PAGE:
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Foreign Ag Service team visits area farms, West-Con

An employee of Western Consolidated Cooperative shows members of a U.S. Agriculture Department Foreign Ag Service team how grain is graded at the co-op's elevator in Holloway. The 28-member team spent two weeks in the U.S., including five days in the Midwest, learning about agriculture and talking to area farmers and elevator officials. Submitted photo

HOLLOWAY -- The U.S. Agriculture Department's Foreign Agricultural Service and the Minnesota Soybean Research and Promotion Council recently hosted a 28-member USDA Foreign Ag Service staff training team tour that included stops in the area.

Representatives from around the world -- many from some of the most influential importers of U.S. ag exports -- participated in this tour. The team spent two weeks in the United States.

During their final five days in the Midwest, the team visited the farms of Ed Hegland near Appleton, Jim Call near Madison and Paul Simonsen near Atwater and Western Consolidated Cooperative in Holloway.

The purpose of the visit was to understand all areas of U.S. agricultural, develop relationships with farmers, visit farms, feature Minnesota's high-quality crops, and visit grain elevators and export facilities.

Their tour of Western Consolidated began with an informative session presented by General Manager Dean Isaacson and Paul Mattson, grain manager. Team members were interested in learning about grain buying, processing, selling, transporting, exporting and overall operations at West-Con.

They toured the grain and fertilizer locations in Holloway. Team members, huddled into a grain scale, watched incoming trucks cross the scale to be weighed and probed. West-Con employees showed how they grade the crop.

The visitors walked through the up-to-date fertilizer plant and learned how West-Con uses a completely GPS-enabled work force to efficiently dispatch applicators, trucks and tenders.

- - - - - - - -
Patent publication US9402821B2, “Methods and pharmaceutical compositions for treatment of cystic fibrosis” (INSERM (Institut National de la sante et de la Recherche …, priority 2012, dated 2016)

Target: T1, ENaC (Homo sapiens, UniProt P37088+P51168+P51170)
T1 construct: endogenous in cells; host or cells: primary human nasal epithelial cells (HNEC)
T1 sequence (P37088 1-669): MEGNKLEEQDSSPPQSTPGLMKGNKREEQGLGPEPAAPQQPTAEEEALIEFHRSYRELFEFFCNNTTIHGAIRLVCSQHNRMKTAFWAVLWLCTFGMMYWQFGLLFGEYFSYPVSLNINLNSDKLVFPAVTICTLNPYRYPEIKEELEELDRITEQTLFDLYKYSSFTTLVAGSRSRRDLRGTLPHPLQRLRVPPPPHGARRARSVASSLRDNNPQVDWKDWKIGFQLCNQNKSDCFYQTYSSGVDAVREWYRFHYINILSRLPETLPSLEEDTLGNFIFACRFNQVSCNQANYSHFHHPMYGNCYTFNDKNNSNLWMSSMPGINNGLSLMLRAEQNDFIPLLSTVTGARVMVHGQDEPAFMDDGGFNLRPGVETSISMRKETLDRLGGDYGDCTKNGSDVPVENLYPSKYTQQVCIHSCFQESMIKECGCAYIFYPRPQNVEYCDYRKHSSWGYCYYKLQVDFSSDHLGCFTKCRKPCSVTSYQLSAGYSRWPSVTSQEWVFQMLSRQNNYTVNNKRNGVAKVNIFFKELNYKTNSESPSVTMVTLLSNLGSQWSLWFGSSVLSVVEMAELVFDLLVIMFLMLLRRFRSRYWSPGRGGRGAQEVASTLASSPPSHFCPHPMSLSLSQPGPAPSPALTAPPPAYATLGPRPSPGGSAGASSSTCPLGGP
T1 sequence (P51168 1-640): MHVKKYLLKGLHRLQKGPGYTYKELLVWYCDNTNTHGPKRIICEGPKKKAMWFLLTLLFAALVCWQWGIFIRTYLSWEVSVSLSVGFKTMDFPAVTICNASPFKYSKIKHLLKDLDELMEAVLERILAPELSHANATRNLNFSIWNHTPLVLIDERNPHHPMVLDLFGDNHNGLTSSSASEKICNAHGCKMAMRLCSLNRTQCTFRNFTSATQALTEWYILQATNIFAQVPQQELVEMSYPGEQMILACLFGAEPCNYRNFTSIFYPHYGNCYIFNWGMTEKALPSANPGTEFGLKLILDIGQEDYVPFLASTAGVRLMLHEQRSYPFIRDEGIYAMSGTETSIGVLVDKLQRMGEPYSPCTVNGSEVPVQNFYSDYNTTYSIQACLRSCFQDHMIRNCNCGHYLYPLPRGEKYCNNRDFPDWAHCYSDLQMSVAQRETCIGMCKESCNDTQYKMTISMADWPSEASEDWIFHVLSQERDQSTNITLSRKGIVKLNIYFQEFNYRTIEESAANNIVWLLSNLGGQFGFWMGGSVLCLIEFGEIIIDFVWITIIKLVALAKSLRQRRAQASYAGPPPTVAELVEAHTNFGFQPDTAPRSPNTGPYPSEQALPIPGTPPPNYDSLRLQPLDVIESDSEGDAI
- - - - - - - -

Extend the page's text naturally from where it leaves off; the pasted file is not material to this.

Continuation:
Karisha Kuypers, USDA Foreign Services officer, said the group included 25 people from 22 different countries.

"They are locally employed staff and are the people doing marketing and commodity analysis for the U.S. overseas. They are actually our representatives and critical to our export markets.''

Kuypers said the visitors saw agriculture firsthand, from the barges to being right on the farm.

"Many times they are asked by fellow countrymen about U.S. agriculture and this will give them a chance to say that they saw, experienced or have an idea, why and how we do what we do here. They become better advocates for us overseas when they can say I have met a farmer,'' said Kuypers.

Hegland said the visit was a time to share the story of American agriculture.

"These delegates represent the U.S. farmer overseas by working with USDA to do export marketing,'' said Hegland. "We all need to reach out and be ambassadors. We need to show them what we are all about -- family farms striving to produce a healthy product for everyone around the world."

The team was the latest in a number of groups from foreign countries to visit West-Con. The co-op has invested more than $80 million over the past 15 years to meet export demands and the needs of members.

"We are proud of what we do in western Minnesota and look forward to additional opportunities to share with visiting groups," said Isaacson.